The average Australian mum returns to work when her child is around eight to nine months old. For most of us the transition is a shock to the system on every level; returning to the demands of work when you’re operating on much less sleep, settling your little one into daycare and establishing a new routine at home.
Maternity leave meant you spent every hour of the day and night together, but now you're back at work you need to establish a new way of connecting and caring for your little one, with a lot less time. Breastfeeding mums may also find the change in hormones another challenge; some babies will stop breastfeeding altogether and most will take time to adjust to the new routines and feeding and settling patterns.
“Try not to get upset if this happens,” Kindlerling Mothercraft nurse, Chris Minogue. “There are plenty of ways to reconnect with your little one at the end of the day, and these strategies work for babies as well as older children.”
The three most important things
- To thrive your children need 20 minutes of your full attention every single day.
- How do you want your children to remember you and their childhood? Let the answer guide your decision on how to spend this time.
- Embrace spontaneity! Work is leaking into every aspect of our modern lives, we need to give our children the gift of fun.
Ask yourself: What do you want your child to remember ?
Be honest with yourself, what’s important to you? Let your answer to this question guide your decision about how to spend that 20 minutes of time with your child every day. Maybe it’s reading stories, or making up games, or breastfeeding or riding bikes. Maybe you want them to know sitting around the table as a family, at the end of the day. Whatever it is, just make sure you’re present in that moment. At the end of the day this time is what our children need most from us.
Quality over quantity: Children need 20 minutes of your full attention every day
In order to thrive children, need 20 minutes of your full attention every single day. And it must be your full attention. Put down your phone. Sit on the floor, cuddle them, bath them, read them a story, or breastfeed them. Look into their eyes, talk to them, touch them. Focus only on them for those full 20 minutes. Even if you’re picking up your child from daycare at 6pm at night, you need to set aside these sacred 20 minutes.
To manage this, we need to be as pre-prepared as possible:
1. Make a batch of easy meals on the weekend so you can freeze them. Make them as simple as possible so all you need to do is heat them up and sit down together and eat.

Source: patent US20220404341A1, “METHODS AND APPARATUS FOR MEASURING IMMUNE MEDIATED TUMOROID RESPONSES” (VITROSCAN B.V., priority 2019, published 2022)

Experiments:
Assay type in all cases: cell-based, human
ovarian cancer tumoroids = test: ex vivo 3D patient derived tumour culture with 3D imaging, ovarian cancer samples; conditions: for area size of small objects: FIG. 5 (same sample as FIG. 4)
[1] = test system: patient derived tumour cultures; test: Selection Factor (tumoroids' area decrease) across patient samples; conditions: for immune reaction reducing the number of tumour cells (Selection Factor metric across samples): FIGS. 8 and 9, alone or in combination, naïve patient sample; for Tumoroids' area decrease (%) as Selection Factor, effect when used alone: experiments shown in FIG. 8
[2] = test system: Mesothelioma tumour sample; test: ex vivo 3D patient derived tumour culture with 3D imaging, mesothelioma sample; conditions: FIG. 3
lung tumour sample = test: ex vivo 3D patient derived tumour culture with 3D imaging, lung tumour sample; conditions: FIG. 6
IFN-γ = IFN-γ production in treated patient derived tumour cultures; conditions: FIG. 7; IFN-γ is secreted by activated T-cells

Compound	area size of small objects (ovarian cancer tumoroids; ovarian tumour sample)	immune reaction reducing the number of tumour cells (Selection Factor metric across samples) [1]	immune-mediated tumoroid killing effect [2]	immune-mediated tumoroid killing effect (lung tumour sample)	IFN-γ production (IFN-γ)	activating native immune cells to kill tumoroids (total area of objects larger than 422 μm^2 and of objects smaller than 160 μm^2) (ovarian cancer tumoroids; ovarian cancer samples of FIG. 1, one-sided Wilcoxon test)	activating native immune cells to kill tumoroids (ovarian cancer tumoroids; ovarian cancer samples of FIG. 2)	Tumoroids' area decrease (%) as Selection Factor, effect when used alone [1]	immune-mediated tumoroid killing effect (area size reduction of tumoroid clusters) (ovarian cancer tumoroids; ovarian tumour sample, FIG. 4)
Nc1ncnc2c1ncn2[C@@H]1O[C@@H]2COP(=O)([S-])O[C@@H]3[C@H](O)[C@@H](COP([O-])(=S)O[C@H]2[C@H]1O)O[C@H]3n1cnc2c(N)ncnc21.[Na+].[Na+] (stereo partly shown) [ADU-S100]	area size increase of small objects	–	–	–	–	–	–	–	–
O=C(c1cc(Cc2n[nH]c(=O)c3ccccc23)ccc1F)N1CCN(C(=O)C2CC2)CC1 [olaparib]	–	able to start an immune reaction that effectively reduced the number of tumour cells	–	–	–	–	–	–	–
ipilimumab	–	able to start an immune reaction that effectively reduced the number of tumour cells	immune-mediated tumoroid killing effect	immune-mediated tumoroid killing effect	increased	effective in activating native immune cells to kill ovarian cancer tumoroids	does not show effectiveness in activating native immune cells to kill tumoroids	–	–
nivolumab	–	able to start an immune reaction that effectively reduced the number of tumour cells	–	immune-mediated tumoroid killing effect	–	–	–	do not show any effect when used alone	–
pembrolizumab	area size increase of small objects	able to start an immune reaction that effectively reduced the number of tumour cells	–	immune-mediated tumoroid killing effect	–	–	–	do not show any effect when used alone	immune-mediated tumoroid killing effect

2. Start with bath time. Children generally love water and this gives you a great chance to sit down and interact with them while they’re sitting in the water, splashing around. It’s also a great way to break up the day; a natural divide between ‘school’ and ‘home’.
3. Breastfeed your baby or look into their eyes, cuddle them and just sit down for those first 20 minutes when you get home. Switch off your phone and just be with them.
4. Sit down on the floor and play. As soon as you get home, do this for 20 minutes and you’ll notice how after this time spent your child will be calmer, and happier to just play on their own while you then tend to everything else that needs to be done.
In our busy world, we need to create time for our children to remember. There is such an overlap now between work and everyday life, there’s no real break. By focusing on what we want our children to remember most about their childhoods. Head to the park for a walk at 6pm one night, swap dinner at home for a picnic, or jump in the car and drive to the beach for a late evening swim. These are the moments are children will remember about their childhood.
7 pros that daycare provides for parents
There are huge benefits for your child of course, but it can be great for you too.
7 ways to make the most of time with your kids after a 6pm daycare pickup
Drop everything and play (for at least 15 mins).
10 playful activities perfect for family bonding
Stuck for weekend ideas?
Carrie Bickmore's new pic proves her 'bonding' fears were unfounded
And she was worried about them bonding!
Mum’s clever blue bucket idea to help kids with autism enjoy Halloween
This simple idea will make Halloween an easier time for kids with autism and other verbal issues.
6 ways to avoid daylight saving messing with your child's sleep
The change to daylight saving time can really interrupt your child's sleep routine, but it doesn't have to.
The Santa dilemma: "Will I ruin Christmas?"
To Santa or not to Santa?
Dear pregnant mum. Let's talk about all the GOOD stuff coming your way!
There's a lot of talk about the tough stuff coming new parents' way, but there's so much wonderful stuff, too!